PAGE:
boozerAt Knocklofty we have long been aware of the intimate connection between books and booze. Few good books, and no amusing books at all, have been written by ascetics or teetotalers.

That is why our writers’ suites at Knocklofty Towers all have a small adjoining room with seldom-used equipment for making tea and coffee and a rather large refrigerator which is kept stocked by the management with the writer’s preferred beer.

In some cases the room may be a small bar with a favourite keg beer on tap and there are eccentrics who use the space to make their own often highly potent and occasionally explosive brews.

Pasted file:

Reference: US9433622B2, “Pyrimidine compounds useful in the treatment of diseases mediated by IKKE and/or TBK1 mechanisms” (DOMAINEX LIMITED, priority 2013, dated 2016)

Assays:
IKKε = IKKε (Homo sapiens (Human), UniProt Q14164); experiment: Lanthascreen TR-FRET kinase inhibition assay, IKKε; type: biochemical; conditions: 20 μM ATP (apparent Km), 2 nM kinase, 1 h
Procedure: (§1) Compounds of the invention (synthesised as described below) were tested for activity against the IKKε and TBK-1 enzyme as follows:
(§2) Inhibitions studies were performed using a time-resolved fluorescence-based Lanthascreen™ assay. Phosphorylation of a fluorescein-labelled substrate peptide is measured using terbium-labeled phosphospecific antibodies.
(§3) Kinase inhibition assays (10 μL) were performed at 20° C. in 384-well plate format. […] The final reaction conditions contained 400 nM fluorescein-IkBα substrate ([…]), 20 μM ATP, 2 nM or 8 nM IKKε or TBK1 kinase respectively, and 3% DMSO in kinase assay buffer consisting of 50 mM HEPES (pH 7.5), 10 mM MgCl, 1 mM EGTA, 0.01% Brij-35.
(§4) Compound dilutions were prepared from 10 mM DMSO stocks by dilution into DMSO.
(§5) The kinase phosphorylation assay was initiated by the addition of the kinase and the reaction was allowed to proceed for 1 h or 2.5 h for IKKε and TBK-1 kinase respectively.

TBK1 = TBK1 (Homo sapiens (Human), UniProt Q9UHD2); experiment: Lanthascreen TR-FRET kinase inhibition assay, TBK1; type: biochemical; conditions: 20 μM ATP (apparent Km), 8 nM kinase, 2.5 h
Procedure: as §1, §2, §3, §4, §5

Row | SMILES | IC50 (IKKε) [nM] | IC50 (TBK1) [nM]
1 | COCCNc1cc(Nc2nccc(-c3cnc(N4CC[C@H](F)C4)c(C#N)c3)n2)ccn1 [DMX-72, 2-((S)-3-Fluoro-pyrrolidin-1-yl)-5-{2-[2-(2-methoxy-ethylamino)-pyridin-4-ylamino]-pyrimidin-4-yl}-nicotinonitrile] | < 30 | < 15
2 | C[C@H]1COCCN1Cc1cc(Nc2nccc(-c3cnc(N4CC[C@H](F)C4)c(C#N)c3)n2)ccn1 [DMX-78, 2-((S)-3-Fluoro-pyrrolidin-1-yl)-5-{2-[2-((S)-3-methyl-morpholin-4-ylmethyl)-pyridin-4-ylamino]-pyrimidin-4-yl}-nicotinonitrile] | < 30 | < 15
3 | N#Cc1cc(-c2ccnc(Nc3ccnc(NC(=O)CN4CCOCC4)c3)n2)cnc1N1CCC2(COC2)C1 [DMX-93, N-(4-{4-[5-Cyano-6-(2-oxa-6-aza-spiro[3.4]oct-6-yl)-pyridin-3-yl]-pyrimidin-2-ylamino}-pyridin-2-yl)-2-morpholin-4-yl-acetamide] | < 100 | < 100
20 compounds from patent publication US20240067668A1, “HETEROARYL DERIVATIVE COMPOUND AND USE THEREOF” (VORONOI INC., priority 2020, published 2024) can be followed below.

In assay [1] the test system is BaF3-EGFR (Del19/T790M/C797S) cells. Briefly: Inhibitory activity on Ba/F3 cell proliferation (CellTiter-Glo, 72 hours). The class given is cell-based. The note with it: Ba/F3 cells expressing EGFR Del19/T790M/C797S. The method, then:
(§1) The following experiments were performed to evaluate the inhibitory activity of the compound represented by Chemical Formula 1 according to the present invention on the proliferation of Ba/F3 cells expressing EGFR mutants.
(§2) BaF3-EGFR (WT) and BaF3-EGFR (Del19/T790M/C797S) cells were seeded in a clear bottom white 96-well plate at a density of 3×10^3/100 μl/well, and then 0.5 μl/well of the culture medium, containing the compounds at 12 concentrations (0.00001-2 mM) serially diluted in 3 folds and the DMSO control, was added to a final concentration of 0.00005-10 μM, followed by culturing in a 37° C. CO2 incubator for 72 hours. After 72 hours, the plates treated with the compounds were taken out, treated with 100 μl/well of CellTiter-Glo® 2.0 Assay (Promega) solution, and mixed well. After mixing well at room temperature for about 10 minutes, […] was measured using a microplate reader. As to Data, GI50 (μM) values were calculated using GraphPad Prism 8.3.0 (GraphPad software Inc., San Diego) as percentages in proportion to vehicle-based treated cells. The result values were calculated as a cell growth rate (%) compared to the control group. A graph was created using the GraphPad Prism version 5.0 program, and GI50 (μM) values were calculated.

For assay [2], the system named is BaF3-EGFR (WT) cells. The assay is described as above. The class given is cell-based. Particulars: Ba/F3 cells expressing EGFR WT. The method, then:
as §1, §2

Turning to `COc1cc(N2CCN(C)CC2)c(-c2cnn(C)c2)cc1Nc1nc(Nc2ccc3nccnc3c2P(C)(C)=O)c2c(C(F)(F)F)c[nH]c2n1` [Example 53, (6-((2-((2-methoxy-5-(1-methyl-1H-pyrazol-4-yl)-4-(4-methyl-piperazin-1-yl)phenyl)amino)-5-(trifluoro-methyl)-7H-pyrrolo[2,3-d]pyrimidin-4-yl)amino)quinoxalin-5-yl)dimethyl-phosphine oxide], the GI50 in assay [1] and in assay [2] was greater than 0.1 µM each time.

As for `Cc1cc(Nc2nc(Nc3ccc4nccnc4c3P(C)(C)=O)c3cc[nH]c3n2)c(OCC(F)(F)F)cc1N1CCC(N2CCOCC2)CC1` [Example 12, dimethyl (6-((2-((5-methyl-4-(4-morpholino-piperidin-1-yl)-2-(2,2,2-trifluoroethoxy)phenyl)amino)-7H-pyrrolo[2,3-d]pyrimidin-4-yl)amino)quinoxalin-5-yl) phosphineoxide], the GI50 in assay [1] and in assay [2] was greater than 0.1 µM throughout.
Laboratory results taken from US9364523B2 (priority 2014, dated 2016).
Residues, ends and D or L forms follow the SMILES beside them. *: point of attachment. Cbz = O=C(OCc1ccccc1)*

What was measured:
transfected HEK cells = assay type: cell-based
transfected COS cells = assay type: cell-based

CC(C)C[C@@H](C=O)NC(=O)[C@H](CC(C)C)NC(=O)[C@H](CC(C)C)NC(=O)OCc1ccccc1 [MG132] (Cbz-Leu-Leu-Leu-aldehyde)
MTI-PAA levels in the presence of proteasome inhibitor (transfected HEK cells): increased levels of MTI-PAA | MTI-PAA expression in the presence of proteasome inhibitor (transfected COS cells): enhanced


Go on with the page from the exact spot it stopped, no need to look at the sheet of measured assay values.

Others have wine cellars stocked gratis from the firm’s vineyards; Knocklofty Fourpenny Dark, renowned for its minimal delay between cause and effect, is popular with the more robust novelists and the staff philosophers, while effete poetic types favour the Knocklofty White Infuriator, a deceptively delicate wine credited with mild hallucinatory properties.

The relationship between literature and liquor is so ancient that our scholars believe that the two probably came into existence virtually simultaneously. The arts of writing — writing, that is, for the purposes of story-telling rather than for cuneiform accountancy — and brewing are both a little more than five thousand years old but we have been unable to determine which led to which.

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